Prostate resection - minimally invasive - dischargeLaser prostatectomy - discharge; Transurethral needle ablation - discharge; TUNA - discharge; Transurethral incision - discharge; TUIP - discharge; Holmium laser enucleation of the prostate - discharge; HoLep - discharge; Interstitial laser coagulation - discharge; ILC - discharge; Photoselective vaporization of the prostate - discharge; PVP - discharge; Transurethral electrovaporization - discharge; TUVP - discharge; Transurethral microwave thermotherapy - discharge; TUMT - discharge; Water vapor therapy (Rezum); Urolift
You had minimally invasive prostate resection surgery to remove part of your prostate gland because it was enlarged. This article tells you what you need to know to take care of yourself as you recover from the procedure.
When You Were in the Hospital
Your procedure was done in your health care provider's office or at an outpatient surgery clinic. You may have stayed in the hospital for a night.
What to Expect at Home
You can do most of your normal activities within a few weeks. You may go home with a urine catheter. Your urine may be bloody at first, but this will go away. You may have bladder pain or spasms for the first 1 to 2 weeks.
Drink plenty of water to help flush fluids through your bladder (8 to 10 glasses a day). Avoid coffee, soft drinks, and alcohol. They can irritate your bladder and urethra, the tube that brings urine from your bladder out of your body.
Eat a normal, healthy diet with plenty of fiber. You may get constipation from pain medicines and being less active. You can use a stool softener or fiber supplement to help prevent this problem.
Take your medicines as you have been told. You may need to take antibiotics to help prevent infection. Check with your provider before taking aspirin or other over-the-counter pain relievers such as ibuprofen (Advil, Motrin) or acetaminophen (Tylenol).
You may take showers. But avoid baths if you have a catheter. You can take baths once your catheter is removed. Make sure your provider clears you for baths to make sure your incisions are healing well.
You will need to make sure your catheter is working properly. You will also need to know how to empty and clean the tube and the area where it attaches to your body. This can prevent infection or skin irritation.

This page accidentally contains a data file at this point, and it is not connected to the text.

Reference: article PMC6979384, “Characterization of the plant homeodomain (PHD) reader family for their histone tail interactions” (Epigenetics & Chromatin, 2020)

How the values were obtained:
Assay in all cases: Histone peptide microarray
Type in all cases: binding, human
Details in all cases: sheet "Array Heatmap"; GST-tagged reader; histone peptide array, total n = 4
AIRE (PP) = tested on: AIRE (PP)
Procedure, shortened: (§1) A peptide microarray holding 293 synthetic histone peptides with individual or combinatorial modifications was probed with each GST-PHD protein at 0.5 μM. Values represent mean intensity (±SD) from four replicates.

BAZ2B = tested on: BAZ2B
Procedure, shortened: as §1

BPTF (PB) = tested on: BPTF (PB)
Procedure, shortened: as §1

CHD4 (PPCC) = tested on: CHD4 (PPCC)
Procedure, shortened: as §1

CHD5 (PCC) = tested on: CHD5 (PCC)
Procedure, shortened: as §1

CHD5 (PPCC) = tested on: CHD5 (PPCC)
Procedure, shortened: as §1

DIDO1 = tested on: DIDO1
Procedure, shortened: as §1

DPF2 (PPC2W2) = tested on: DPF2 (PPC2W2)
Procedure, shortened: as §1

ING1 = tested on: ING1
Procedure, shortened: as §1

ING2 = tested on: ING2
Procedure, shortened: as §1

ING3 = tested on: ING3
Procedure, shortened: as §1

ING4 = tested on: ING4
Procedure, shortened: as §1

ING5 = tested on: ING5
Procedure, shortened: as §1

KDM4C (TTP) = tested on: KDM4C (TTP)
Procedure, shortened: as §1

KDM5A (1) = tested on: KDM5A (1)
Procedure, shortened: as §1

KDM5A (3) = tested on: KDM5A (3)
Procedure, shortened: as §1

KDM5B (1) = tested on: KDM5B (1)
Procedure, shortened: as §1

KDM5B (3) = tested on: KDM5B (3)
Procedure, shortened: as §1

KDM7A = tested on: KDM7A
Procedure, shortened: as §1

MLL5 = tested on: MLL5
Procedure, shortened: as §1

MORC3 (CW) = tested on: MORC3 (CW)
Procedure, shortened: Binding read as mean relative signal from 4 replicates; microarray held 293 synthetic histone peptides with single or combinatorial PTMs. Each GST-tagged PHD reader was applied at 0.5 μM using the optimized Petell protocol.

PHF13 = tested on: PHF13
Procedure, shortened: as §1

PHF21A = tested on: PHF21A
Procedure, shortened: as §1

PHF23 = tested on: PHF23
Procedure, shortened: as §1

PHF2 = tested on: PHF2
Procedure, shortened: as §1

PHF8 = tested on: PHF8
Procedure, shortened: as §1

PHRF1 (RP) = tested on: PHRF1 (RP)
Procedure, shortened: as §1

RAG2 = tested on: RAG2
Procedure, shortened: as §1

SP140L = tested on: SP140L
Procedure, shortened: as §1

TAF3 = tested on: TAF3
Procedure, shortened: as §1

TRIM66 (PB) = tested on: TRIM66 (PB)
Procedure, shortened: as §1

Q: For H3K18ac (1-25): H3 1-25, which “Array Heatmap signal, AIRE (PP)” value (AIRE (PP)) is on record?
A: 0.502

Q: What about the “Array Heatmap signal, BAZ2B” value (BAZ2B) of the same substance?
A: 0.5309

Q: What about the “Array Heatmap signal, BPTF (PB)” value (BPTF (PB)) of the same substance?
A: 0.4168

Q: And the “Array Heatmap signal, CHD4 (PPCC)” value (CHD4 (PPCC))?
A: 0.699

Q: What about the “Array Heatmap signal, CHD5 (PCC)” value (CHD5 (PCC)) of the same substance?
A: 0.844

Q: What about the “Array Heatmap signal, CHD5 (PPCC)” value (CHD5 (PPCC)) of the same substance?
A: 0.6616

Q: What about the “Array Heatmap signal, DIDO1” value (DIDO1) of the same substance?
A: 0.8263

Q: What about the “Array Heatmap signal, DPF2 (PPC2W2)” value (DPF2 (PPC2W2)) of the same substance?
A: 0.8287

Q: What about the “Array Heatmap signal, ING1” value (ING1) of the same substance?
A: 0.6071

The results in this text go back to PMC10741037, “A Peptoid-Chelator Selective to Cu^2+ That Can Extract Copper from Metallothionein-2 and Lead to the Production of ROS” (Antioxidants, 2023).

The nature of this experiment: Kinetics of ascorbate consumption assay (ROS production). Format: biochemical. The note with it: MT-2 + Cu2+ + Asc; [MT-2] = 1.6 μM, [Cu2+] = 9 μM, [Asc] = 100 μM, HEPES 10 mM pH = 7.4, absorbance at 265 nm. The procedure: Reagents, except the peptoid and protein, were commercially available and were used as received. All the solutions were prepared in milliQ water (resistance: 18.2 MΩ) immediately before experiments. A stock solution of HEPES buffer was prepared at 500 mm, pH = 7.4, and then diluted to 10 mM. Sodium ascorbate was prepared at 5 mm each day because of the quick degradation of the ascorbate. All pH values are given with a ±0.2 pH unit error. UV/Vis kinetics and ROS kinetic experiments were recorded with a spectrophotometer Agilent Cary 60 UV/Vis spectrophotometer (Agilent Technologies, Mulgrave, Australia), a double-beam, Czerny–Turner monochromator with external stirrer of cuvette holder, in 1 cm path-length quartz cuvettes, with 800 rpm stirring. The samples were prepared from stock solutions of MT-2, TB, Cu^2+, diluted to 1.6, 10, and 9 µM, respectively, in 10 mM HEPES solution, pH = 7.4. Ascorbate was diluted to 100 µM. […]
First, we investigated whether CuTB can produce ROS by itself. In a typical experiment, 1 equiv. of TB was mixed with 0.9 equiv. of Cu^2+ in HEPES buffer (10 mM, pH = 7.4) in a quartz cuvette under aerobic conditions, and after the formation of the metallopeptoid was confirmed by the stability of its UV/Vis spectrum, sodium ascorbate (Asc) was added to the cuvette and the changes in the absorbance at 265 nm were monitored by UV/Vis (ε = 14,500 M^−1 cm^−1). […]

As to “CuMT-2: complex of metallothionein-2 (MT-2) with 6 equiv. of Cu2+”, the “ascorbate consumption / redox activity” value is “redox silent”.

After your catheter is removed:
- You may have some urine leakage (incontinence). This should get better over time. You should have close-to-normal bladder control within a month.
- You will learn exercises that strengthen the muscles in your pelvis. These are called Kegel exercises. You can do these exercises any time you are sitting or lying down.
You will return to your normal routine over time. You should not do any strenuous activity, chores, or lifting (more than 5 pounds or more than 2 kilograms) for at least 1 week. You can return to work when you have recovered and are able to do most activities.
- DO NOT drive until you are no longer taking pain medicines and your doctor says it is OK. Do not drive while you have a catheter in place. Avoid long car rides until your catheter is removed.
- Avoid sexual activity for 3 to 4 weeks or until the catheter comes out.
When to Call the Doctor
Call your provider if:
- It is hard to breathe
- You have a cough that does not go away
- You cannot drink or eat
- Your temperature is above 100.5°F (38°C)
- Your urine contains a thick, yellow, green, or milky drainage
- You have signs of infection (a burning sensation when you urinate, fever, or chills)
- Your urine stream is not as strong, or you cannot pass any urine at all
- You have pain, redness, or swelling in your legs
While you have a urinary catheter, call your provider if:
- You have pain near the catheter
- You are leaking urine
- You notice more blood in your urine
- Your catheter seems blocked
- You notice grit or stones in your urine
- Your urine smells bad, it is cloudy, or a different color
Abrams P, Chapple C, Khoury S, Roehrborn C, de la Rosette J; International Consultation on New Developments in Prostate Cancer and Prostate Diseases. Evaluation and treatment of lower urinary tract symptoms in older men. J Urol. 2013;189(1 Suppl):S93-S101. PMID: 23234640 www.ncbi.nlm.nih.gov/pubmed/23234640.
Han M, Partin AW. Simple prostatectomy: open and robot assisted laparoscopic approaches. In: Wein AJ, Kavoussi LR, Partin AW, Peters CA, eds. Campbell-Walsh Urology. 11th ed. Philadelphia, PA: Elsevier; 2016:chap 106.
Welliver C, McVary KT. Minimally invasive and endoscopic management of benign prostatic hyperplasia. In: Wein AJ, Kavoussi LR, Partin AW, Peters CA, eds. Campbell-Walsh Urology. 11th ed. Philadelphia, PA: Elsevier; 2016:chap 105.
Zhao PT, Richstone L. Robotic-assisted and laparoscopic simple prostatectomy. In: Bishoff JT, Kavoussi LR, eds. Atlas of Laparoscopic and Robotic Urologic Surgery. 3rd ed. Philadelphia, PA: Elsevier; 2017:chap 32.
Review Date: 4/2/2019
Reviewed By: Sovrin M. Shah, MD, Assistant Professor, Department of Urology, The Icahn School of Medicine at Mount Sinai, New York, NY. Review provided by VeriMed Healthcare Network. Also reviewed by David Zieve, MD, MHA, Medical Director, Brenda Conaway, Editorial Director, and the A.D.A.M. Editorial team.